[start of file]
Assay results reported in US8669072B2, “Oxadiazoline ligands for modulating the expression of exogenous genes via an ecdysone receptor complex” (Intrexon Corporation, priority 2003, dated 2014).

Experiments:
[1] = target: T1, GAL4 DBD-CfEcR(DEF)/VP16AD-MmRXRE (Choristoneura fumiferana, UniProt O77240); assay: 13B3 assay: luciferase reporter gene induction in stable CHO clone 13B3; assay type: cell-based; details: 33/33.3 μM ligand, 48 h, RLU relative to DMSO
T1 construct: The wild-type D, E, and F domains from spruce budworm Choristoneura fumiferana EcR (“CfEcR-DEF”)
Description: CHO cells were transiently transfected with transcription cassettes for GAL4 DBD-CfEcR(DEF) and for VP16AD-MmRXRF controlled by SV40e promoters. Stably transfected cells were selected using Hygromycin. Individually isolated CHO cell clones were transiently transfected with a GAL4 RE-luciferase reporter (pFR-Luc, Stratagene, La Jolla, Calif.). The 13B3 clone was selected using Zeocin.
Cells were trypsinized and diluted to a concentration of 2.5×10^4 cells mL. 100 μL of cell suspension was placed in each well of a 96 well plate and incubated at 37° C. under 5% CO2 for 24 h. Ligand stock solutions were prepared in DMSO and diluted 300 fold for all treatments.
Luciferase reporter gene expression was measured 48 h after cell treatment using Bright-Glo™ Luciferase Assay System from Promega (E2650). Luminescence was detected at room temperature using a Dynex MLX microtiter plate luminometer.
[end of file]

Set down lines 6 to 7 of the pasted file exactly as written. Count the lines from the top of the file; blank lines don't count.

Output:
Cells were trypsinized and diluted to a concentration of 2.5×10^4 cells mL. 100 μL of cell suspension was placed in each well of a 96 well plate and incubated at 37° C. under 5% CO2 for 24 h. Ligand stock solutions were prepared in DMSO and diluted 300 fold for all treatments.
Luciferase reporter gene expression was measured 48 h after cell treatment using Bright-Glo™ Luciferase Assay System from Promega (E2650). Luminescence was detected at room temperature using a Dynex MLX microtiter plate luminometer.